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PHILIPPINE SUPREME COURT DECISIONS

SECOND DIVISION

[G.R. No. 138993. June 27, 2003.]

PHILIPPINE VETERANS BANK, Petitioner, v. HON. SANTIAGO G. ESTRELLA & SOLID HOMES, INC., Respondents.

D E C I S I O N


CALLEJO, SR., J.:


Before this Court is a petition for certiorari under Rule 65 of the Rules of Court, as amended, for the nullification of the Order, dated May 6, 1999, of the Regional Trial Court of Pasig City, Branch 68 in Civil Case No. 62560 clarifying and declaring that the rate of interest of the amount of P28,937,965.65, adjudged by the said court in favor of the petitioner Philippine Veterans Bank under its Resolution (Summary Judgment) dated February 22, 1994, 1 was 8% per annum instead of 18% as appearing in the decretal portion of the original copy of the said resolution appended to the original records of the case.chanrob1es virtua1 1aw 1ibrary

The case at bar stemmed from the following antecedents:chanrob1es virtual 1aw library

On November 5, 1992, Solid Homes, Inc. (SHI) filed a complaint for specific performance, sum of money and damages against Philippine Veterans Bank (PVB) with the Regional Trial Court of Pasig City, raffled to Branch 68 thereof and docketed as Civil Case No. 62560. SHI alleged, inter alia, that while it had remitted to PVB the amount of P28,937,965.65 in compliance with their Compromise Agreement executed on April 3, 1992, PVB reneged on its obligations thereunder. SHI prayed that after due proceedings judgment be rendered in its favor, as follows:chanrob1es virtual 1aw library

PRAYER

WHEREFORE, it is respectfully prayed of this Honorable Court that, after trial, judgment be rendered:chanrob1es virtual 1aw library

1. Ordering the Defendant to release to the Plaintiff all the Condominium Certificates of Title (CCT’S) covering the disputed properties and declaring that the next installment shall be due only after said release.

2. Declaring the Plaintiff to have fully and completely complied with the terms of the Compromise Agreement.

3. Ordering the Defendant to pay the Plaintiff:chanrob1es virtual 1aw library

a. The amount not less than One Million Pesos (P1,000,000.00) as actual damages;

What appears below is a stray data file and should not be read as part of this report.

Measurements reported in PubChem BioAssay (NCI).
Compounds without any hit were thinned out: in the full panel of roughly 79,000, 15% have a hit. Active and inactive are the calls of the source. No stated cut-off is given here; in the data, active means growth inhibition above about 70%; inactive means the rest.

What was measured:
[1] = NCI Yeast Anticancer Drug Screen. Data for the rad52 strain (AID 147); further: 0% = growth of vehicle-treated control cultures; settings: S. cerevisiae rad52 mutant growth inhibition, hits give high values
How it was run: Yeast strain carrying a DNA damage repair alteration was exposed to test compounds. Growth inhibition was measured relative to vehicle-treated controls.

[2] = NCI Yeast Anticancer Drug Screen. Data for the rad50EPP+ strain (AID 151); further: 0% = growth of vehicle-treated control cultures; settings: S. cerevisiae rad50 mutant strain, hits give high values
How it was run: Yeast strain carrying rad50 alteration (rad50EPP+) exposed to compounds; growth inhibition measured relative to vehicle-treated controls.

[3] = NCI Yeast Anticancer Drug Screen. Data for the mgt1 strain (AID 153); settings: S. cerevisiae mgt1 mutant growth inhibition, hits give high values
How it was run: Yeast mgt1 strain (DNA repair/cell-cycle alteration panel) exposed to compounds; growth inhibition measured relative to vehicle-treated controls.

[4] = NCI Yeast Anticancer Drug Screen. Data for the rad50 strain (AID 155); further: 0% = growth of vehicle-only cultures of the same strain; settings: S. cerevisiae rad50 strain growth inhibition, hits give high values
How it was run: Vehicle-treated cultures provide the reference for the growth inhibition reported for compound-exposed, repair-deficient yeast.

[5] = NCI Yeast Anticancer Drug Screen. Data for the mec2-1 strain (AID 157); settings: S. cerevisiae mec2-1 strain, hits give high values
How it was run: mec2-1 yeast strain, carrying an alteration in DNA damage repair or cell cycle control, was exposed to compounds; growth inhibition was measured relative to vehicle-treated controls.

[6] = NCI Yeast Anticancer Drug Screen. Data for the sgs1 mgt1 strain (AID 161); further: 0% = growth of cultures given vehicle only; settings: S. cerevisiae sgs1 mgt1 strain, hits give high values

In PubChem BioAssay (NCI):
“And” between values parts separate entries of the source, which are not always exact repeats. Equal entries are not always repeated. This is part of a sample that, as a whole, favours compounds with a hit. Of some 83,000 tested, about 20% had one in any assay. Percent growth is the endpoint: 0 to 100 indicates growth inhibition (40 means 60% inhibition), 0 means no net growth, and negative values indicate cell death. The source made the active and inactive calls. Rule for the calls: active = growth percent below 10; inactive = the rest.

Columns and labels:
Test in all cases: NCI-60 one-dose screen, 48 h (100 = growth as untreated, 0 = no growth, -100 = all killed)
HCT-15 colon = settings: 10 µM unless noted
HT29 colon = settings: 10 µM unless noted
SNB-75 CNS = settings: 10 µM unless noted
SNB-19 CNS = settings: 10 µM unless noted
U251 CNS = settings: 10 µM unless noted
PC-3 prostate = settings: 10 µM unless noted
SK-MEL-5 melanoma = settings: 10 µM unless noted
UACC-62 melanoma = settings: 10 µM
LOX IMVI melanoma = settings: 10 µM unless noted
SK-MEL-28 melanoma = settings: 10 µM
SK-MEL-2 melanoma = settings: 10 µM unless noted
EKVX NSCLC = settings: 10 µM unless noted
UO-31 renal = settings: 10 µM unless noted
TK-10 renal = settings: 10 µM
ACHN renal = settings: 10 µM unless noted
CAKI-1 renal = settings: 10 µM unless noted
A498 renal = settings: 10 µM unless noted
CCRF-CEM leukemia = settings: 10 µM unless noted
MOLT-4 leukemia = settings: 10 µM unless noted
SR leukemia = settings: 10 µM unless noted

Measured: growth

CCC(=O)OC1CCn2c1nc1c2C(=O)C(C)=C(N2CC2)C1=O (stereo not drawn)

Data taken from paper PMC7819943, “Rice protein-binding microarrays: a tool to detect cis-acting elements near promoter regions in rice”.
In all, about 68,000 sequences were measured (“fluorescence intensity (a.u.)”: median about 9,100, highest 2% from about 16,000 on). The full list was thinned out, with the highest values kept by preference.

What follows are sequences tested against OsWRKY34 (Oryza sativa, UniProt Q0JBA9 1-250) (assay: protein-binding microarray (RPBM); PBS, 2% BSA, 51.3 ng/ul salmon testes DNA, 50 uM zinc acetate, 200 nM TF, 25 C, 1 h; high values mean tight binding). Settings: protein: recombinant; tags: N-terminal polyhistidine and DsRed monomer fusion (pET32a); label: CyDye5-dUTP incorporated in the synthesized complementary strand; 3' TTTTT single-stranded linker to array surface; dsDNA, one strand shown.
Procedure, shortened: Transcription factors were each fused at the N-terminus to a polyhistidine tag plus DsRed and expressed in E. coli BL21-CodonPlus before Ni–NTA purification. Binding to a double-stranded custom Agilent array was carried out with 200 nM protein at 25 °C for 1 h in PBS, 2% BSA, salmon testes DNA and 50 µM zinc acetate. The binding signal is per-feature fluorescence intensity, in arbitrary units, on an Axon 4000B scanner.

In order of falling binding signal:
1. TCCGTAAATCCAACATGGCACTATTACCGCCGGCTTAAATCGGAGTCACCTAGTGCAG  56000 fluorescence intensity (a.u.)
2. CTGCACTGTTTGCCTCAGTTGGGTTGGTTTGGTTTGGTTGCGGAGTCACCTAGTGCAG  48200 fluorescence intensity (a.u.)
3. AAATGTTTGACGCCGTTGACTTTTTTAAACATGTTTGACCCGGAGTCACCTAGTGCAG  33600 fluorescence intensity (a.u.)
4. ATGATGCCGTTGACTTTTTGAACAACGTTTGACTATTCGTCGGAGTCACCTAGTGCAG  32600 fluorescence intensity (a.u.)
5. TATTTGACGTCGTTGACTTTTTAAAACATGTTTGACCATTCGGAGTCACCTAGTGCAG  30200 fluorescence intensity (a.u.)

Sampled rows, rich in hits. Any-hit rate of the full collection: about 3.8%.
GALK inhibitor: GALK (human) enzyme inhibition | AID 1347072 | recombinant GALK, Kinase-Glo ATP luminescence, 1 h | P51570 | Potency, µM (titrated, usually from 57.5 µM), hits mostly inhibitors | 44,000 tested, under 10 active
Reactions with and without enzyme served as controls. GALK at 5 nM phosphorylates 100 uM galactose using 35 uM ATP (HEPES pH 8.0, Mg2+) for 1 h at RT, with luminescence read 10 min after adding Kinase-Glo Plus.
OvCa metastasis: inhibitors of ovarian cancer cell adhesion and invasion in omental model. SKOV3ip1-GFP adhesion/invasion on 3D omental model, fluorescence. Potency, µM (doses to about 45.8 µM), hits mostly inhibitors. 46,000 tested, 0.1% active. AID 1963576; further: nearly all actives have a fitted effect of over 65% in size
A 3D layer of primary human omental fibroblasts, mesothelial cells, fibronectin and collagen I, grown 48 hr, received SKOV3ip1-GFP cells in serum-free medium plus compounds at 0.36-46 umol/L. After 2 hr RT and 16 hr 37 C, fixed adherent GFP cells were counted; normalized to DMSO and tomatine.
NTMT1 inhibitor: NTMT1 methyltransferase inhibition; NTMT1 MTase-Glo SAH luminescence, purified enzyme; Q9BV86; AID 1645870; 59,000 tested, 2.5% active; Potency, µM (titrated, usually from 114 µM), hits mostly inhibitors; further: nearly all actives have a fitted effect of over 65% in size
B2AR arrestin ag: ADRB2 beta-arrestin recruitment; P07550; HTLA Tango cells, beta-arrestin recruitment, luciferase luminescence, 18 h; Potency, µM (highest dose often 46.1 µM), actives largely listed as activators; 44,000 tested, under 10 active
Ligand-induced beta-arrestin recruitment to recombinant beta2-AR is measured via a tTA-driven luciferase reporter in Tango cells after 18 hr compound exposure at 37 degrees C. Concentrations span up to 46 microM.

b. The amount of not less than One Million Pesos (P1,000,000.00) as damage to its goodwill and business reputation

c. The amount of not less than One Million (P1,000,000.00) Pesos as exemplary damages;

d. The amount of Two Hundred Fifty Thousand Pesos (P250,000.00) as and for attorney’s fees; and

e. The Costs of suit.

Plaintiff prays for such other and further reliefs as this Honorable Court may deem just and equitable in the premises. 2

In its answer to the complaint, PVB prayed that the Compromise Agreement be rescinded and that SHI be ordered to receive the amount of P28,937,965.65 it had previously remitted to PVB and to pay actual and compensatory damages. 3 SHI filed a motion for summary judgment. For its part, PVB filed a motion to dismiss the case. On February 22, 1994, the trial court issued a resolution denying PVB’s motion to dismiss and granting SHI’s motion for summary judgment. The decretal portion of the original copy of the resolution appended to the original record reads:chanrob1es virtual 1aw library

WHEREFORE, premises considered, and finding the "Motion for Summary Judgment" to be tenable, the Court hereby GRANTS the same. Judgment is hereby rendered directing the defendant to release and deliver to plaintiff 2,850 square meters of condominium units which is equivalent of the payment effected by plaintiff to defendant in the amount of P28,937,965.95 (sic) computed as P10,871.58 per square meter with legal interest thereon.